Value Technical Parameters | Description Date of issue
Diameter Thickness Mass Composition Edge Obverse Reverse
10c 20.50 mm 1.58 mm 3.30 g Copper-plated steel Plain A Māori koruru, or carved head. 31 Jul 2006
New Zealand 20 cent coin
The New Zealand 20 cent coin is currently the second lowest denomination coin of the New Zealand dollar. The 20 cent coin was introduced when the New Zealand dollar was introduced on 10 July, 1967, replacing the New Zealand florin coin. Its original reverse of a kiwi bird was changed in 1990 when...

21.75 mm 1.56 mm 4.00 g Nickel-plated steel "Spanish Flower
Spanish flower
The Spanish flower is a type of coin edging. It consists of a smooth edge separated into equal sections by seven indents.-Origin:The 50 Spanish peseta coin issued between 1990 and 2000 were the first that featured the Spanish flower....

Queen Elizabeth II Māori carving of Pukaki, a chief of the Ngati Whakaue iwi
In New Zealand society, iwi form the largest everyday social units in Māori culture. The word iwi means "'peoples' or 'nations'. In "the work of European writers which treat iwi and hapū as parts of a hierarchical structure", it has been used to mean "tribe" , or confederation of tribes,...

31 Jul 2006
50c 24.75 mm 1.70 mm 5.00 g Plain HM Bark Endeavour
HM Bark Endeavour
HMS Endeavour, also known as HM Bark Endeavour, was a British Royal Navy research vessel commanded by Lieutenant James Cook on his first voyage of discovery, to Australia and New Zealand from 1769 to 1771....

 and Mount Taranaki
Mount Taranaki
Mount Taranaki, or Mount Egmont, is an active but quiescent stratovolcano in the Taranaki region on the west coast of New Zealand's North Island. Although the mountain is more commonly referred to as Taranaki, it has two official names under the alternative names policy of the New Zealand...

New Zealand one dollar coin
The New Zealand one dollar coin is a coin of the New Zealand dollar. The current circulating coin was introduced on 11 February 1991 to replace the existing $1 note, although there had previously been occasional issues of commemorative "silver dollars", but they are rarely seen in circulation.The...

23.00 mm 2.74 mm 8 g Aluminium bronze
Aluminium bronze
Aluminium bronze is a type of bronze in which aluminium is the main alloying metal added to copper, in contrast to standard bronze or brass...

Intermittent milling Queen Elizabeth II Kiwi
Kiwi are flightless birds endemic to New Zealand, in the genus Apteryx and family Apterygidae.At around the size of a domestic chicken, kiwi are by far the smallest living ratites and lay the largest egg in relation to their body size of any species of bird in the world...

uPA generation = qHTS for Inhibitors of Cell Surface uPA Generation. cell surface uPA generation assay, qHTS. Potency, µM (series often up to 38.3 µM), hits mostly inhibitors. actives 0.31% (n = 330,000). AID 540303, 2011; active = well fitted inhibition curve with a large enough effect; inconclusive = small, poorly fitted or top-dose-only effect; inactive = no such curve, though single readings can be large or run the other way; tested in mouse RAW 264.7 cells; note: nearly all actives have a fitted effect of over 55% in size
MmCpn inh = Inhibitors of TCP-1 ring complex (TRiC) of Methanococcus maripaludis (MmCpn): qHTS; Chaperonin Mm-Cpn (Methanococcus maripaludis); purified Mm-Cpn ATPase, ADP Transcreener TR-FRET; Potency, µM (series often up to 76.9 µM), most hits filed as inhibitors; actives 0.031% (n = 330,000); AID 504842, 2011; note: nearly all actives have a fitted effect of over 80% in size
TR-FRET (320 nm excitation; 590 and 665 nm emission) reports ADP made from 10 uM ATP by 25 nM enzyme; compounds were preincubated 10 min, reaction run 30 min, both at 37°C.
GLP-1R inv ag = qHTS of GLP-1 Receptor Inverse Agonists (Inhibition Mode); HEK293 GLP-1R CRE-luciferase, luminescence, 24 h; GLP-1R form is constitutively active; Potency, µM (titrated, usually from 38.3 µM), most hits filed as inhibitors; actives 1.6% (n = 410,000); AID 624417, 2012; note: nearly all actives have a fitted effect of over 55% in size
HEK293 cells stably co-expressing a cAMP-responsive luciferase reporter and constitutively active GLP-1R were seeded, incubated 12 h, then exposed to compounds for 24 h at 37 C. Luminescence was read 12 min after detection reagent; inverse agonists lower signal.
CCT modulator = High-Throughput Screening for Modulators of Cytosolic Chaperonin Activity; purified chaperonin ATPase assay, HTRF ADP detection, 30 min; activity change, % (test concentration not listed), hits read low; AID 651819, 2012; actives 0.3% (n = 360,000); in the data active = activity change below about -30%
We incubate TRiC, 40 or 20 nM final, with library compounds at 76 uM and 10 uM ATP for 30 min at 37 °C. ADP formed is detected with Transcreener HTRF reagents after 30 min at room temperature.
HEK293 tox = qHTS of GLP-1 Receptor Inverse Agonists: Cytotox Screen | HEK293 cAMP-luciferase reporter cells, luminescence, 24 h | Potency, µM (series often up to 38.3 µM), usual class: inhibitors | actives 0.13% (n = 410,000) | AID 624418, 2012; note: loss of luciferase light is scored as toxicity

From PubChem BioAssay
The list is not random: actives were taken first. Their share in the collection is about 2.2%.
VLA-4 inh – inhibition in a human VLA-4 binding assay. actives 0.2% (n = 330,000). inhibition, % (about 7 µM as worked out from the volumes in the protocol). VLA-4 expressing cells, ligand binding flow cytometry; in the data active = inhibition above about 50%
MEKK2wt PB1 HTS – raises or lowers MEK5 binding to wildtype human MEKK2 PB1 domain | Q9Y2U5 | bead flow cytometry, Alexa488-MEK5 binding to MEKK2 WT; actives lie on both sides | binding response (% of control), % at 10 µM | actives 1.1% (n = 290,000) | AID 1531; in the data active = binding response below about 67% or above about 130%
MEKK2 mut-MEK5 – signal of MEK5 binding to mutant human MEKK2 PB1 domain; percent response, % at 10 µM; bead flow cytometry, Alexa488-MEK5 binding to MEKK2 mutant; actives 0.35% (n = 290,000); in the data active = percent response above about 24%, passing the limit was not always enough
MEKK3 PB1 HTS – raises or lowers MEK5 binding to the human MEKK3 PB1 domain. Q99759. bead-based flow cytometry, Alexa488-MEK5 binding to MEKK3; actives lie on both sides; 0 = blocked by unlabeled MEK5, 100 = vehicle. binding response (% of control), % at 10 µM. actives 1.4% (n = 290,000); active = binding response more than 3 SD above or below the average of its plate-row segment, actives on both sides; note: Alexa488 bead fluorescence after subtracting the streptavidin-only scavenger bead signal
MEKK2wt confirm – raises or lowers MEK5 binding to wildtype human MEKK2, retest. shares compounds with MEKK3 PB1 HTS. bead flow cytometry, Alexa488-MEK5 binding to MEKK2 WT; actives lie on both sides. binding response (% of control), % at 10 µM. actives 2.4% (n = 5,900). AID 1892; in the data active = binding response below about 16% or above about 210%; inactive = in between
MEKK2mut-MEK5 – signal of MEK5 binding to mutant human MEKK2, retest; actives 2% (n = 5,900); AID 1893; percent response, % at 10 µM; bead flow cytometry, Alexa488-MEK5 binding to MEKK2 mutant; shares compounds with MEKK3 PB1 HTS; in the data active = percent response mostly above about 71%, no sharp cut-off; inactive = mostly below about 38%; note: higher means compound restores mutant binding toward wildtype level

and Silver Fern
11 Feb 1991
$2 26.50 mm 2.70 mm 10 g Grooved Kotuku (Great Egret)

Past Coinage

Changes to coinage in 1990 and 2006 has resulted in several demonetised coins. Coins have been demonitised for various reasons.

This is a list of demonitised coins:
Value Technical parameters Description Date of
Diameter Thickness Mass Composition Edge Obverse Reverse Issue Withdrawal
1c 17.53 mm 2.07 g Bronze
Bronze is a metal alloy consisting primarily of copper, usually with tin as the main additive. It is hard and brittle, and it was particularly significant in antiquity, so much so that the Bronze Age was named after the metal...

Plain Queen Elizabeth II Silver fern 10 Jul 1967 30 Apr 1990
2c 21.08 mm 4.14 g Kowhai
Kowhai are small, woody legume trees in the genus Sophora native to New Zealand. There are eight species, S. microphylla being the most common. Kowhai trees grow throughout the country and are a common feature in New Zealand gardens. Outside of New Zealand, Kowhai tend to be restricted to mild...

5c 19.43 mm 1.24 mm 2.83 g Cupronickel
Cupronickel or copper-nickel or "cupernickel" is an alloy of copper that contains nickel and strengthening elements, such as iron and manganese. Cupronickel is highly resistant to corrosion in seawater, because its electrode potential is adjusted to be neutral with regard to seawater...

Milled Tuatara
The tuatara is a reptile endemic to New Zealand which, though it resembles most lizards, is actually part of a distinct lineage, order Sphenodontia. The two species of tuatara are the only surviving members of its order, which flourished around 200 million years ago. Their most recent common...

10 Jul 1967 31 Oct 2006
10c 23.62 mm 1.70 mm 5.66 g (as today)
Legend reads "One Shilling"
(as today) 1970
20c 28.58 mm 2.22 mm 11.31 g Kiwi